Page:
are hundreds of wood species available from worldwide
sources, each with unique characteristics that affect every aspect of
your work. Wood varies not just in color and grain pattern, but also
strength, weight, compatibility with adhesives and finishes, and the
ease with which it can be worked with various types of tools. It you are
a maker of Windsor chairs, there are some properties that make certain
woods easier to bend than others. If you are a luthier – a maker of
musical instruments –some species conduct sound or produce more
pleasing tones. If you build boats, certain species will fair better
when in constant contact with the water. To choose the best wood for a
project, you must understand the attributes and properties of the available species.
Your most common choice is
a botanical distinction. Commercial lumber is commonly divided up into
two broad categories, hardwoods and softwoods. This has little to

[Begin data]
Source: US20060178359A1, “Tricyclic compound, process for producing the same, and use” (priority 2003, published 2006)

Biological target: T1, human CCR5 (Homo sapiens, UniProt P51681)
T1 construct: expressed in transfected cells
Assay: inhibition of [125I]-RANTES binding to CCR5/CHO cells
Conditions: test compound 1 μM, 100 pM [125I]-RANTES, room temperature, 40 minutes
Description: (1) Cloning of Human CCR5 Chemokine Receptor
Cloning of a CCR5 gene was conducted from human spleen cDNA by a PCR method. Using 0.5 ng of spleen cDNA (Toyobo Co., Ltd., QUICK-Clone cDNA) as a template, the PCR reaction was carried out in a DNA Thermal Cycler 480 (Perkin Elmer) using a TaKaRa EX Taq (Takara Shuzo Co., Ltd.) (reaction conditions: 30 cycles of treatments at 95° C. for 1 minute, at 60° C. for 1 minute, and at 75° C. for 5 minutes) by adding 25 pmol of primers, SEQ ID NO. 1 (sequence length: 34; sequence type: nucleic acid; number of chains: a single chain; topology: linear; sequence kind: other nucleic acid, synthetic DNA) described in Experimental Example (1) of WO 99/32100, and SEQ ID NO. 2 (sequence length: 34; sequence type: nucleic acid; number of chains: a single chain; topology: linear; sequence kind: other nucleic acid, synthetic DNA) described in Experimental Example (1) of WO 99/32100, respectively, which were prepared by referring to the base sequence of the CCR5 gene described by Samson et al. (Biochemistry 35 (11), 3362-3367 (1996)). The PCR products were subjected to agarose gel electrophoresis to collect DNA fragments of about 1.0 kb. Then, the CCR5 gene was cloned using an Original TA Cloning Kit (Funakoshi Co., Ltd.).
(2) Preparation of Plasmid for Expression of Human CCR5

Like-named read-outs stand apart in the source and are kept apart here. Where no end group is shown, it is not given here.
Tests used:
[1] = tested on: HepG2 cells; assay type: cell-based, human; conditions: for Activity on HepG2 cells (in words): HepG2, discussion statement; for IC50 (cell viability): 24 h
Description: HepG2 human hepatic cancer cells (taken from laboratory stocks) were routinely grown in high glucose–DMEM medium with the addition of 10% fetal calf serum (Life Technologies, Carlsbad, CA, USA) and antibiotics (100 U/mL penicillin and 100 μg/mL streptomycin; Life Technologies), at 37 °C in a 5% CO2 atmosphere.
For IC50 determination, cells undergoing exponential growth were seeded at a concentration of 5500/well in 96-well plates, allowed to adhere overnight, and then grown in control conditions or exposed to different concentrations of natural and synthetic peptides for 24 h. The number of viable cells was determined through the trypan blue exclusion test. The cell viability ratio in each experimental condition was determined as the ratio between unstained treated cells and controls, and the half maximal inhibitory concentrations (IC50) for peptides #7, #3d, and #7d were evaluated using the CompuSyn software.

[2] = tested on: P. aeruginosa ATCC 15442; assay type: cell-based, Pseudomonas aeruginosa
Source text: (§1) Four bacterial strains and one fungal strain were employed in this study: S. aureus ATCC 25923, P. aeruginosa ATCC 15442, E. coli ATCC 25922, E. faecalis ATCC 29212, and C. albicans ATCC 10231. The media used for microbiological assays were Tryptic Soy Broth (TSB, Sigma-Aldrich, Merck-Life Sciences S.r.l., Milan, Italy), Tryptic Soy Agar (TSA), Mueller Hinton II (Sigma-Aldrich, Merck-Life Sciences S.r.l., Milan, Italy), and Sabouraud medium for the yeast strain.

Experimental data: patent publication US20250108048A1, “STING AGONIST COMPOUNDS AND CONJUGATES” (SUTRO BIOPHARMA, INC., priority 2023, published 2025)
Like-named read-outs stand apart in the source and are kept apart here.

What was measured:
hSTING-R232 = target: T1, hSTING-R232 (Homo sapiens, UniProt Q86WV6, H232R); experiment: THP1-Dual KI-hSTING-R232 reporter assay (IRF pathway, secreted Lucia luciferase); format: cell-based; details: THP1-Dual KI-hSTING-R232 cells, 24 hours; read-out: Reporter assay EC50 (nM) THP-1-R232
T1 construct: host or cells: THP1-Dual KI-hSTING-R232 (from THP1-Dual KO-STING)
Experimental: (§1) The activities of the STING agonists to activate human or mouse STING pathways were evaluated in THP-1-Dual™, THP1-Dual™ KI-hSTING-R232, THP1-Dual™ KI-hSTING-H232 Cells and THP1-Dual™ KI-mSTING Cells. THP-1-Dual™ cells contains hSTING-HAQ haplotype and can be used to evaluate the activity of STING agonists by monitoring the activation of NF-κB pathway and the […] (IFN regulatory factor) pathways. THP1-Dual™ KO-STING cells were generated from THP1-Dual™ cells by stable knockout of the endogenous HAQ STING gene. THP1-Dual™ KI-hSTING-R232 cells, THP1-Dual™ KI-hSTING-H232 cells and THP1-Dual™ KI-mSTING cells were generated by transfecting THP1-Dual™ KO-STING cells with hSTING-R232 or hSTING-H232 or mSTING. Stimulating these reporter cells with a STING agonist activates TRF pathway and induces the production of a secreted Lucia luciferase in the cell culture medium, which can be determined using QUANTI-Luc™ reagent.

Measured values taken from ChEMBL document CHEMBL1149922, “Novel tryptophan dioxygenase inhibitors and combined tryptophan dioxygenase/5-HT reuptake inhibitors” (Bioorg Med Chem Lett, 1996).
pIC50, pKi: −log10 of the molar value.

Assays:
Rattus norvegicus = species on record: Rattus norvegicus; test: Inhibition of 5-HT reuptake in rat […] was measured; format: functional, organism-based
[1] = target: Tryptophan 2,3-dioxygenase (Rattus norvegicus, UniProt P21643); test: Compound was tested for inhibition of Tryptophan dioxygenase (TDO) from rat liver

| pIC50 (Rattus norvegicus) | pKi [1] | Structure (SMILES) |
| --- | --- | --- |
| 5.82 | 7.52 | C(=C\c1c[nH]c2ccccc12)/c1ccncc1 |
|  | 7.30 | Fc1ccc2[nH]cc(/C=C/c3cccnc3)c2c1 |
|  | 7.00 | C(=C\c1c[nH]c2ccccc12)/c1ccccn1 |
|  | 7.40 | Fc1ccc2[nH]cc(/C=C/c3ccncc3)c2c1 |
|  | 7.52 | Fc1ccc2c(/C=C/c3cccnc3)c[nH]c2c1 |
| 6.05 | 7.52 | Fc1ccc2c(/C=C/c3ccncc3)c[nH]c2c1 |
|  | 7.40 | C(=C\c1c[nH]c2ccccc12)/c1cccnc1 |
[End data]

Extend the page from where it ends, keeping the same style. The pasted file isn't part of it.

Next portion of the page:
do with their relative hardness, although as a group, hardwoods rank
harder than softwoods. Rather, it denotes a difference between lumber
sawn from trees with encased seeds and leaves versus those with cones
For a woodworker in North
America, there are actually three types of woods — domestic hardwoods,
domestic softwoods, and imported woods or “exotics.” Most imports are
hardwoods, but we have come to think of them as a
class by themselves.
However you wish to divide them up, there are over 250 types of lumber
commercially available in the United States and perhaps as many as 1,000
worldwide. Even if you work with just a few species that are available
locally, it’s useful and exciting to know about the incredible variety
of available globally.
This jewelry chest is not just an example of fine craftsmanship.
It's also an eye-popping demonstration of how wood species can be combined to produce a stunning
21" high, 18" wide, 10" deep.
Curly Cherry, Walnut Burl, Lacewood.
Jim McCann, Clayton, Ohio.